half and half...

half and half…


Peeking half way baked:)

Turn rested challah out onto a lightly floured board.

Punch down and knead for 1-2 minutes and shape into a ball.

Cut into the pieces you want.

I made 2 loaves,  1 x 3 braid and 1 x 5 braid (so 8 pieces).

You can do 1 loaf or 3 loaves ….up to you.

Have a play and maybe do 1 this time and 3 next?

Experimenting with flavours too.

To make this plain, do not add in the rosewater, pistachio and cardamom.

MMMMMM cooling...

MMMMMM cooling…

5 braid cooling...

5 braid cooling…



Roll your pieces into balls (as shown above) and cover with a tea towel and rest for 30 minutes.

This will relax the gluten and make it easier to work with:)

Roll each ball out into a long sausage or baton.

Join braids together at the top of the top and plait (if doing a 3 braid), or use an under over formula.

I will post a braiding video that Alex and I did in the weekend.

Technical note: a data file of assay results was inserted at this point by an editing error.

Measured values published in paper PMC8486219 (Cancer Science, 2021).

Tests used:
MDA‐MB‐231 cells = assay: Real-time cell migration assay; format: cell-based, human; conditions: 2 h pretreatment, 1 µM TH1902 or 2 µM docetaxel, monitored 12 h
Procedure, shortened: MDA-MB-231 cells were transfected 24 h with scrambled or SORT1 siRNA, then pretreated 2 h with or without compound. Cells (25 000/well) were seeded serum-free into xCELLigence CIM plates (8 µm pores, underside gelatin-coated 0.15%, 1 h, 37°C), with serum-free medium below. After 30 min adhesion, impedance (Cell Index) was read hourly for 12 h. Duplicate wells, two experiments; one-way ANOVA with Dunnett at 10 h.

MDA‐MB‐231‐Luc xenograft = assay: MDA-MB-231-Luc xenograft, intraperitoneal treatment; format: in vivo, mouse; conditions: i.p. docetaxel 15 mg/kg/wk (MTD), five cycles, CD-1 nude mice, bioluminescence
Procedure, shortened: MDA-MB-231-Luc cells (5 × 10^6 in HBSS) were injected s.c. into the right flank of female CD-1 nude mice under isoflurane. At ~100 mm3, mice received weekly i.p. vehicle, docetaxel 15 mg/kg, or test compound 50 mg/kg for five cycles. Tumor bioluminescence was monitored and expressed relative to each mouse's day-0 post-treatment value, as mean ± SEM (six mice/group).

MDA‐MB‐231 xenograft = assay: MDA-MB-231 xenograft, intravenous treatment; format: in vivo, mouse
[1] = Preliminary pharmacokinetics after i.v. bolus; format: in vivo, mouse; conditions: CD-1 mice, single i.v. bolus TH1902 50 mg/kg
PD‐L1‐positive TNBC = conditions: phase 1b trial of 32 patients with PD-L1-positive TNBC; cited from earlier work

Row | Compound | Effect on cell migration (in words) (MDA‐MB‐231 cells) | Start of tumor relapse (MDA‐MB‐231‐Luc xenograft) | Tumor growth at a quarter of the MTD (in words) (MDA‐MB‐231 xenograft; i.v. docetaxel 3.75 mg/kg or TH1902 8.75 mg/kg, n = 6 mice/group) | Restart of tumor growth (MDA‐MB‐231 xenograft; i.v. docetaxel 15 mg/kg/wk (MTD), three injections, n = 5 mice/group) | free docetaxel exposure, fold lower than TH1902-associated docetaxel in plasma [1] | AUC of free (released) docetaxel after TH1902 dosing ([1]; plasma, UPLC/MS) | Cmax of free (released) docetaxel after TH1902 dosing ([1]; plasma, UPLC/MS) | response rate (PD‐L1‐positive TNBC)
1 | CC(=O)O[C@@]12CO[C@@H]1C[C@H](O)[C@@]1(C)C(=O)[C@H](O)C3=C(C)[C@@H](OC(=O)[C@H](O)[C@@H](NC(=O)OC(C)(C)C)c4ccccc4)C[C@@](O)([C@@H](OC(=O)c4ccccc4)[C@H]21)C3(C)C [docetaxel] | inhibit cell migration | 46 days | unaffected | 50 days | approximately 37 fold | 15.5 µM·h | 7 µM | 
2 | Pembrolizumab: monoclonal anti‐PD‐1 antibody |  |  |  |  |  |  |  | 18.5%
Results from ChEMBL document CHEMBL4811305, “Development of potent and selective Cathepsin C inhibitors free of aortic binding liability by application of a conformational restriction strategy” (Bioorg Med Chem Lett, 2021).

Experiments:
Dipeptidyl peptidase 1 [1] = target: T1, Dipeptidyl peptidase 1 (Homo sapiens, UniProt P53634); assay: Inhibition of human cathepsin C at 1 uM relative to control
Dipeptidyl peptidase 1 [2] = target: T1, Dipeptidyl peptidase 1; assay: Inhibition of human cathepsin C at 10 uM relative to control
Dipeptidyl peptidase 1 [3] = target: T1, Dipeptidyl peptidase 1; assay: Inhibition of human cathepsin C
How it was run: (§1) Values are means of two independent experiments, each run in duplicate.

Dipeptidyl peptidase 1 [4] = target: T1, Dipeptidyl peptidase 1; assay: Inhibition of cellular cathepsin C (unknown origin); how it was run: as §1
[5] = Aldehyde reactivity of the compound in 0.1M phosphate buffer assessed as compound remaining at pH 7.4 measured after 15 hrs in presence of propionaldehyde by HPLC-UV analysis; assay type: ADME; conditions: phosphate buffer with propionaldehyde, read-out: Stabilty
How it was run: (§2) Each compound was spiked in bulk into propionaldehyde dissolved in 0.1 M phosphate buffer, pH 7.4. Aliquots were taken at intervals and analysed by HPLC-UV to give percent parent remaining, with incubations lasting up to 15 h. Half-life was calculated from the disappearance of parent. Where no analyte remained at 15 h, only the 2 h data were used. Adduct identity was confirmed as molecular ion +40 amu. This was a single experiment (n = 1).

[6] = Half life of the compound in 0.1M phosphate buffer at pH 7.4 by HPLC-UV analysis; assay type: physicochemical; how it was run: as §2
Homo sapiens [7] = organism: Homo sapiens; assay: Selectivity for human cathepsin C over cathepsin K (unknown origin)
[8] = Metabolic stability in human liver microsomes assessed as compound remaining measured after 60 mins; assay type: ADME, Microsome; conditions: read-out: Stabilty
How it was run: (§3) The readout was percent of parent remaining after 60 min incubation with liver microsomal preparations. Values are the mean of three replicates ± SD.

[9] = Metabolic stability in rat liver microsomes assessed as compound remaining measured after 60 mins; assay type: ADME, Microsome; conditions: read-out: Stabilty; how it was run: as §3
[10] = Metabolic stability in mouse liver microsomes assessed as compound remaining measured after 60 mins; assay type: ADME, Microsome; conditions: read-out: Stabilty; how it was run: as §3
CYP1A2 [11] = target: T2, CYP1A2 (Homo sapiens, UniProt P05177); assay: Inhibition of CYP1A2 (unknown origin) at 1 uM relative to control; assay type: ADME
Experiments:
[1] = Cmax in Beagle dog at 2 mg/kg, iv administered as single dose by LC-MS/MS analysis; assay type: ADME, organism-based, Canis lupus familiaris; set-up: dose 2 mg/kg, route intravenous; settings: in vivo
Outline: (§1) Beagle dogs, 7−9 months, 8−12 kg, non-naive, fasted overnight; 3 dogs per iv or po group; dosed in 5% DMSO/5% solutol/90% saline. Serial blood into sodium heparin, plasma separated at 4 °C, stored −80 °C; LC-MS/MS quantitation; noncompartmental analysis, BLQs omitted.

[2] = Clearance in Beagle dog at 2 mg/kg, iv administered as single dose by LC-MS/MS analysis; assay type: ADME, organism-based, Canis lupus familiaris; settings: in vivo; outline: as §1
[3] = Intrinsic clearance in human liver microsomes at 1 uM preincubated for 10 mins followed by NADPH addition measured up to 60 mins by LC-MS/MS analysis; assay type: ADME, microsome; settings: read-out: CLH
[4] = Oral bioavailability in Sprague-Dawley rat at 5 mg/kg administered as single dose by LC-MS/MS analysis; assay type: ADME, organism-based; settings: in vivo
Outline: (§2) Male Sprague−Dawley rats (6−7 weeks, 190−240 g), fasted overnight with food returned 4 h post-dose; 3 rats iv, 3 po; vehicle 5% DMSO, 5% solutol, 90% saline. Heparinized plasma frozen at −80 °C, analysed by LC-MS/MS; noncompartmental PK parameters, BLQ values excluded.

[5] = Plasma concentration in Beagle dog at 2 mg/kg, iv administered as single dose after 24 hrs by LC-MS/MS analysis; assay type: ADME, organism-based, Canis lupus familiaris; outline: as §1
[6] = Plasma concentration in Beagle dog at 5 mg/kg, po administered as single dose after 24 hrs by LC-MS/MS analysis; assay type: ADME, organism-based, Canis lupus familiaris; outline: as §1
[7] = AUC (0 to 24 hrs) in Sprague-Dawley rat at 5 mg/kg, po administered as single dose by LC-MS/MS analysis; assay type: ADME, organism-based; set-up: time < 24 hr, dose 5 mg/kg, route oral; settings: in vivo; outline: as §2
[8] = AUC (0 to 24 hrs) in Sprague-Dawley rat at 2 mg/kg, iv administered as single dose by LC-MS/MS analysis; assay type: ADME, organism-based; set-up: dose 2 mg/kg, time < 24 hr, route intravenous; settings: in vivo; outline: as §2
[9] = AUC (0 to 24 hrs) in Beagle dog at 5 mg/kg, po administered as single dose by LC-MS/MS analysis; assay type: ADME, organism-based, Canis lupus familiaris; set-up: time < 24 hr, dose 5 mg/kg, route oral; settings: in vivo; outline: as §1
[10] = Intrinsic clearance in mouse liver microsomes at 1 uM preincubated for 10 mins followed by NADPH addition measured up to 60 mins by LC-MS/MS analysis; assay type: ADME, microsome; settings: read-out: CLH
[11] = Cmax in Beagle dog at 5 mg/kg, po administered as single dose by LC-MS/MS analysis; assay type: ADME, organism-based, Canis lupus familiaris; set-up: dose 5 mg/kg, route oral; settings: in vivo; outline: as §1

Secure the ends of the braid and transfer loaf to tray with baking paper and cover with damp tea towel.

Allow loaves to sit for 60 minutes.

Brush with beaten egg and a little milk…wait 2 minutes and repeat.

Add on poppy seeds or sesame seeds at this point if you are using.

Pop into the oven and bake for about 35-45 minutes depending on your oven.

Remove from oven and allow to cool on wire racks.

Leave for at an hour before slicing.

When ready, slice a piece or pull off a piece …




have a slice...

have a slice…

The grand finale...

The grand finale…


Want more?

Have you tried these bready delights???

Gubana?  The Festival bread of Friuli Venezia

Pandoro?  The festival bread of the Veneto.

 I would sell my children for this!!

or Lovely Flat breads?

Scoop up that yummy winter stew!!

M mmm ready

mmm Gubana

Gorgeousness adapted from the ever wonderful recipes in ” Inside the Jewish Bakery” by Stanley Ginsberg & Norman Berg…

Check it out…Wonderful..